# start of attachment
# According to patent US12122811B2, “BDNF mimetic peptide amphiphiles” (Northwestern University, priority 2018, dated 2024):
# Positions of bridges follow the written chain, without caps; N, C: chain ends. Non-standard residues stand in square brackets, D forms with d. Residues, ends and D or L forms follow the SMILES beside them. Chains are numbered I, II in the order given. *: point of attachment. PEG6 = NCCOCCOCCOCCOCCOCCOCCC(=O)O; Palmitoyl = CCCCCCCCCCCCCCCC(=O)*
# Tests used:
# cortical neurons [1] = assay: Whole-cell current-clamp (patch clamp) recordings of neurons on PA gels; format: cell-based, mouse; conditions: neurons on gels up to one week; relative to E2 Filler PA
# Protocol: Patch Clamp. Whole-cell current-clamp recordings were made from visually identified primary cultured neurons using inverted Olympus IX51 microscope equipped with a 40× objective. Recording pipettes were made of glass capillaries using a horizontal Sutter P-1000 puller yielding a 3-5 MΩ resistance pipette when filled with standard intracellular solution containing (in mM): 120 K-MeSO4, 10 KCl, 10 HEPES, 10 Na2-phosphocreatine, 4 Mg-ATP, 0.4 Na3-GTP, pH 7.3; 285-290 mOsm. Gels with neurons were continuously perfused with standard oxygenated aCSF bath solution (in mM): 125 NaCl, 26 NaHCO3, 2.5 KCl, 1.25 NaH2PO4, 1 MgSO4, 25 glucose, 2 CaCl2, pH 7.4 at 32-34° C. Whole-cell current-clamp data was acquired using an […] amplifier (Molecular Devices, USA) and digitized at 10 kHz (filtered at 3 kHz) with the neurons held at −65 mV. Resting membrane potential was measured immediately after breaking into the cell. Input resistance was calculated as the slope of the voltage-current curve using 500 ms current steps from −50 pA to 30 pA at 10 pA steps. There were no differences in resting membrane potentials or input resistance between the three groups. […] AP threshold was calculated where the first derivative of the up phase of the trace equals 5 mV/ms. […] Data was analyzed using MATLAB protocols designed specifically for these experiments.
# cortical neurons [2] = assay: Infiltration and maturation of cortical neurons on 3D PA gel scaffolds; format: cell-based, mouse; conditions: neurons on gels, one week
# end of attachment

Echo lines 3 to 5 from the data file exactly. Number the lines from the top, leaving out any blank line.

# Tests used:
# cortical neurons [1] = assay: Whole-cell current-clamp (patch clamp) recordings of neurons on PA gels; format: cell-based, mouse; conditions: neurons on gels up to one week; relative to E2 Filler PA
# Protocol: Patch Clamp. Whole-cell current-clamp recordings were made from visually identified primary cultured neurons using inverted Olympus IX51 microscope equipped with a 40× objective. Recording pipettes were made of glass capillaries using a horizontal Sutter P-1000 puller yielding a 3-5 MΩ resistance pipette when filled with standard intracellular solution containing (in mM): 120 K-MeSO4, 10 KCl, 10 HEPES, 10 Na2-phosphocreatine, 4 Mg-ATP, 0.4 Na3-GTP, pH 7.3; 285-290 mOsm. Gels with neurons were continuously perfused with standard oxygenated aCSF bath solution (in mM): 125 NaCl, 26 NaHCO3, 2.5 KCl, 1.25 NaH2PO4, 1 MgSO4, 25 glucose, 2 CaCl2, pH 7.4 at 32-34° C. Whole-cell current-clamp data was acquired using an […] amplifier (Molecular Devices, USA) and digitized at 10 kHz (filtered at 3 kHz) with the neurons held at −65 mV. Resting membrane potential was measured immediately after breaking into the cell. Input resistance was calculated as the slope of the voltage-current curve using 500 ms current steps from −50 pA to 30 pA at 10 pA steps. There were no differences in resting membrane potentials or input resistance between the three groups. […] AP threshold was calculated where the first derivative of the up phase of the trace equals 5 mV/ms. […] Data was analyzed using MATLAB protocols designed specifically for these experiments.